Mar. 18—The Kalispell Convention and Visitors Bureau is raising concerns about two pieces of legislation that would change how Montana distributes revenue from its lodging facility tax, also known as the bed tax.
Visitors to the state pay the 8% tax when they stay in hotels, motels, campgrounds, short-term rentals such as Airbnbs, and other lodgings. Half of that revenue goes into the state's general fund and is spent at the Legislature's discretion, while half is statutorily earmarked for a wide array of tourism marketing and historical preservation purposes.
The latter portion includes funding for the Montana Department of Commerce, six state tourism regions and 18 convention and visitors bureaus, like the ones in Kalispell and Whitefish. Through a variety of marketing techniques, they aim to attract visitors to support the local economy.
"We promote our communities as a travel destination," said Diane Medler, executive director of the Kalispell Convention and Visitors Bureau, also known as Discover Kalispell. "Our focus ... is to increase those visitations outside of that peak summer season, so that our hotels and our restaurants and retail and activities and outfitters and guides, they're able to have a more well-rounded year, versus a feast or famine of six weeks in the summer."
According to the University of Montana's Institute for Tourism and Recreation Research, visitors from out of state spent an estimated $613.5 million in Flathead County in 2019.
And according to the Department of Commerce's Office of Tourism and Business Development, revenue from the 4% bed tax used for promotional purposes climbed every year since 2010 before reaching a peak of nearly $35.2 million in 2019. That revenue dropped to about $30.8 million in 2020 due to pandemic-related travel impacts.
Medler said bed tax revenue accounts for $118,000 — about a third — of Discover Kalispell's budget, while the remaining $560,000 comes from the city's Tourism Business Improvement District, which charges visitors fees of $2 per night in local lodgings. The two funding sources support the same marketing plan.
MEDLER SAID she is concerned about an amendment to a House budget bill introduced last week by Rep. Dan Bartel, R-Lewistown. The amendment and a companion bill would give lawmakers discretion over more of the state's bed tax revenue, removing the statutory requirement that a portion goes to the Department of Commerce.
Medler said that could strip visitors bureaus like Discover Kalispell of financial stability.
"If it's moved out of statutory appropriation, there's not that predictability and guarantee of what our funding will be," she said. "If it's moved into the general budget, essentially it allows the Legislature to determine how much money we get and how we can spend it."
Medler said some lawmakers have expressed concerns about a lack of oversight of the state's tourism promotion activities, but added that such concerns are unfounded.
"We have layers and layers and layers of oversight," she said. In addition to local boards composed largely of local tourism industry representatives, visitors bureaus are overseen by the governor-appointed Tourism Advisory Council. Their meetings are public, and breakdowns of their finances are publicly available online.
"They approve our marketing plan. They approve quarterly financial reports and financial compliance reports. They approve our end-of-the-year project completion reports. We go through annual audits," Medler said. "So there is a lot of oversight both at the local level and the state level."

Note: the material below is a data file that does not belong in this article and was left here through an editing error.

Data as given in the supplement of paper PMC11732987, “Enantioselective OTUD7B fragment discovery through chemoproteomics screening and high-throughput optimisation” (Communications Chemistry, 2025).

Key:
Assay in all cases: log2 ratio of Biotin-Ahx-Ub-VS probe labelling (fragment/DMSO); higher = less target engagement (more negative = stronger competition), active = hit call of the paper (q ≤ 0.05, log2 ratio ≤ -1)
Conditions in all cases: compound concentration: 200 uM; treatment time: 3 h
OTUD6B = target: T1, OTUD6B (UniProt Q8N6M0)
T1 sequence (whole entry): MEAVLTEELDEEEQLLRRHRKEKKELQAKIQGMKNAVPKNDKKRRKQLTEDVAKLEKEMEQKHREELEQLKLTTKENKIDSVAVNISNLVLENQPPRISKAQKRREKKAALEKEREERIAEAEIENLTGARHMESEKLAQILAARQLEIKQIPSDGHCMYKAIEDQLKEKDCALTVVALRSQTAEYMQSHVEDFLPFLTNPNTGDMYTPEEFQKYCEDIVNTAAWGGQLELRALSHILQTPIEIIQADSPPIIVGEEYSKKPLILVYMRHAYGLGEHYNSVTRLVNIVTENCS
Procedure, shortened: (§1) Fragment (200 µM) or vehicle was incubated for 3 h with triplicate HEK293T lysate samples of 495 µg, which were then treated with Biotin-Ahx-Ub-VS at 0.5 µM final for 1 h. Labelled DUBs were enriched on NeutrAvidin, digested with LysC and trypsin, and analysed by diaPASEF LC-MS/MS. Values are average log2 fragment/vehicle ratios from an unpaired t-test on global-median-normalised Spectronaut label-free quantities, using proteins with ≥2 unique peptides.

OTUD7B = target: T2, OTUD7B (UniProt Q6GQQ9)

It wasn't immediately clear if Bartel's amendment would be in the budget bill when it reaches the House floor. Bartel didn't respond to messages seeking comment Tuesday.
MEDLER ALSO raised concerns about Senate Bill 355, sponsored by Sen. Mike Lang, R-Malta, which would divert a portion of bed tax revenue to counties with large amounts of state land.
"This is a fairness bill," Lang said last month during a hearing in the Senate Finance and Claims Committee, explaining that Montana counties can't collect property taxes on state land that attracts hunters, anglers and tourists. The bill would distribute $482,000 of bed tax revenue — a small slice of the total collected — across 16 rural counties.
"In counties where more than 6% of the land area is owned by the state, the state exemption for property taxes places an undue burden on schools and local governments," the bill states. "Tourists use these public lands, which justifies distributing a portion of the lodging facility use tax to those counties most affected by large state land ownership."
Officials from Daniels County, which would receive the bulk of the new revenue, testified in support of the bill, as did Jason Rittal, deputy director of the Montana Association of Counties.
"We advertise to get people to come here, to stay in our beds and go recreate our public lands, and then we take a portion of the money they spend on staying in those rooms, and we circulate it again to do the same thing. At no point in that process is there any accounting for the impacts at the local level on the infrastructure," Rittal said. "Folks are going hunting, and they're tearing up the roads. There's no revenue to offset that."
Stuart Doggett, executive director of the Montana Lodging and Hospitality Association, testified against the bill, saying lawmakers should instead divert bed tax revenue from the portion in the state's general fund.
"We don't dismiss the need, but we think there's a better, fairer solution," Doggett said. "We would suggest that this bill could be amended to divert from that fund, and not from the fund that's needed for promotion."
The bill is awaiting a hearing in the House Taxation Committee.
Reporter Chad Sokol can be reached at 758-4434 or firstname.lastname@example.org